Andres Parra — Saint Andrew’s School
Matthew Werneken — Palm Harbor Univ HS – IB Program
Ervin Williams Jr. — Phillips Exeter Academy



Aissata Bah — Phillips Academy
Anandi Bien-Aime — Woodward Academy
Katelyn King — Westover Comprehensive High School
Alicia Mazzurra — River Ridge High School
Ryan Yang — North Oconee High School
Luma Younis — Tucker High School



Mateo Campoverde-Fordon — Evanston Township High School
Daniela Castellanos — University of Chicago Laboratory High School
Kristian Walker — Latin School of Chicago
Michaela Zollicoffer — Whitney M Young Magnet High School



Sarah Cassady — Logan County High School
Dalton Gregory — Webb School
Abrar Shawkat — Walton Verona High School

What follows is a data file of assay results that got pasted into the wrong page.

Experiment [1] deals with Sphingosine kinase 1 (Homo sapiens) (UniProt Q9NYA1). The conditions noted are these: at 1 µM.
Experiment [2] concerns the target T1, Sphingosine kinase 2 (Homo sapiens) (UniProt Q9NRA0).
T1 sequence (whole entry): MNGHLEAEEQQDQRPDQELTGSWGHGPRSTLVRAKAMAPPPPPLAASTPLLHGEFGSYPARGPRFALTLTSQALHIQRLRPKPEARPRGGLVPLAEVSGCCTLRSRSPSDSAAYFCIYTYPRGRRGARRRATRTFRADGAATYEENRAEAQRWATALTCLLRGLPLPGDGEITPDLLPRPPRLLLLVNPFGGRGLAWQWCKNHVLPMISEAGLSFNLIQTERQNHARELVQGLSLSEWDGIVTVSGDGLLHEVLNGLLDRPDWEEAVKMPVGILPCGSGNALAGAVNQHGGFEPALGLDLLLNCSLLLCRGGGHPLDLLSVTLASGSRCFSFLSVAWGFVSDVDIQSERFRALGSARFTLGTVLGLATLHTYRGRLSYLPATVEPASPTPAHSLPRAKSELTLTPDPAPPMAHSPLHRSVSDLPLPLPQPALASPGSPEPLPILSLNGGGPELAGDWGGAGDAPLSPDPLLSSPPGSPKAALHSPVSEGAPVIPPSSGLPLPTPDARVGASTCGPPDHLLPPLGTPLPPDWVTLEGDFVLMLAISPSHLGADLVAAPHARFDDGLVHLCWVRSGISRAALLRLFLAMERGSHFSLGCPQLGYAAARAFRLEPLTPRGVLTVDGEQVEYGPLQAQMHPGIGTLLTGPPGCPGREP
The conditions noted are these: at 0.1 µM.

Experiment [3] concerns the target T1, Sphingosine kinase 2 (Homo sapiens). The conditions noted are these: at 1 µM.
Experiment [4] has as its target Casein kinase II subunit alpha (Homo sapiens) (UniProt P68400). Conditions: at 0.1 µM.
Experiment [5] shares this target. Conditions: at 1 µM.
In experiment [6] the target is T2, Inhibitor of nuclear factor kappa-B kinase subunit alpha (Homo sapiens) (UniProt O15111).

Mason Thompson — Daviess County High School



Ian McClure-Chute — Waynflete School



Anaily Acosta — Walt Whitman High School
Mulugeta Mulugeta — Sidwell Friends School
Vee Virtudes Jr. — Pikesville High School



Cormac Roth — Kalamazoo Central High School and Kalamazoo Area Math and Science Center



Katherine Brown — Pembroke Hill School
Kadin Kristjansson — Maplewood-Richmond Heights High School


New Hampshire

Mouhamed Gaye — Phillips Exeter Academy


New Jersey

Racheal Arewa — North Star Academy Charter School of Newark
Khari Greene — Phillips Academy
Joanne Lee — Bard College at Simon’s Rock
Maureena Murphy — Phillips Exeter Academy
Yves Perez — Bergen County Academies


New York

Sam Ahn — Hunter College High School
Fatou Soumare — Thacher School


North Carolina

Makayla Key — James B Dudley Senior High School